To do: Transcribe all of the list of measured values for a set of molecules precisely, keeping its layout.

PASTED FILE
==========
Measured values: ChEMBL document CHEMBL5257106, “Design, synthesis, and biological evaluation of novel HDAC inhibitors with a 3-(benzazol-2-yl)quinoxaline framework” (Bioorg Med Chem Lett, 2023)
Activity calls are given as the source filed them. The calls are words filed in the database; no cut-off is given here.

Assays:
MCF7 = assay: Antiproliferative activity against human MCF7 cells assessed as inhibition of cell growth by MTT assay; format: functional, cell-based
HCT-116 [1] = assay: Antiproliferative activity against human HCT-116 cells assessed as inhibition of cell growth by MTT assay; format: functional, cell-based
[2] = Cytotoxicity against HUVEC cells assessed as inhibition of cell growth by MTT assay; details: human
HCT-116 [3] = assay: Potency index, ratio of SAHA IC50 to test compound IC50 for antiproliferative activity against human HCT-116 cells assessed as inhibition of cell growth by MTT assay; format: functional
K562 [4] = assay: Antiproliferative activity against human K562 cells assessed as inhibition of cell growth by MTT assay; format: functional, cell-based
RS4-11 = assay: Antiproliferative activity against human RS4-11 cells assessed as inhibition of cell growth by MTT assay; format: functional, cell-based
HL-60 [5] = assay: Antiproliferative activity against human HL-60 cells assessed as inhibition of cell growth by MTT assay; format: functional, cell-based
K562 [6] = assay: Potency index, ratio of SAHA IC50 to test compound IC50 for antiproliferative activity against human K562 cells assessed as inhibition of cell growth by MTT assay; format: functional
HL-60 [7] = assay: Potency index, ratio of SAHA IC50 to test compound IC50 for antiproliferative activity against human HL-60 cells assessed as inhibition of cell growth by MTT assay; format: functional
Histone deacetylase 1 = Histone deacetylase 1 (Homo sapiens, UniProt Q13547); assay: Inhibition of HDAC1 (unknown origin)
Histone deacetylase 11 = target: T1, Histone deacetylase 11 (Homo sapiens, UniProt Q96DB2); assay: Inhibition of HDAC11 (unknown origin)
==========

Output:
Measured values: ChEMBL document CHEMBL5257106, “Design, synthesis, and biological evaluation of novel HDAC inhibitors with a 3-(benzazol-2-yl)quinoxaline framework” (Bioorg Med Chem Lett, 2023)
Activity calls are given as the source filed them. The calls are words filed in the database; no cut-off is given here.

Assays:
MCF7 = assay: Antiproliferative activity against human MCF7 cells assessed as inhibition of cell growth by MTT assay; format: functional, cell-based
HCT-116 [1] = assay: Antiproliferative activity against human HCT-116 cells assessed as inhibition of cell growth by MTT assay; format: functional, cell-based
[2] = Cytotoxicity against HUVEC cells assessed as inhibition of cell growth by MTT assay; details: human
HCT-116 [3] = assay: Potency index, ratio of SAHA IC50 to test compound IC50 for antiproliferative activity against human HCT-116 cells assessed as inhibition of cell growth by MTT assay; format: functional
K562 [4] = assay: Antiproliferative activity against human K562 cells assessed as inhibition of cell growth by MTT assay; format: functional, cell-based
RS4-11 = assay: Antiproliferative activity against human RS4-11 cells assessed as inhibition of cell growth by MTT assay; format: functional, cell-based
HL-60 [5] = assay: Antiproliferative activity against human HL-60 cells assessed as inhibition of cell growth by MTT assay; format: functional, cell-based
K562 [6] = assay: Potency index, ratio of SAHA IC50 to test compound IC50 for antiproliferative activity against human K562 cells assessed as inhibition of cell growth by MTT assay; format: functional
HL-60 [7] = assay: Potency index, ratio of SAHA IC50 to test compound IC50 for antiproliferative activity against human HL-60 cells assessed as inhibition of cell growth by MTT assay; format: functional
Histone deacetylase 1 = Histone deacetylase 1 (Homo sapiens, UniProt Q13547); assay: Inhibition of HDAC1 (unknown origin)
Histone deacetylase 11 = target: T1, Histone deacetylase 11 (Homo sapiens, UniProt Q96DB2); assay: Inhibition of HDAC11 (unknown origin)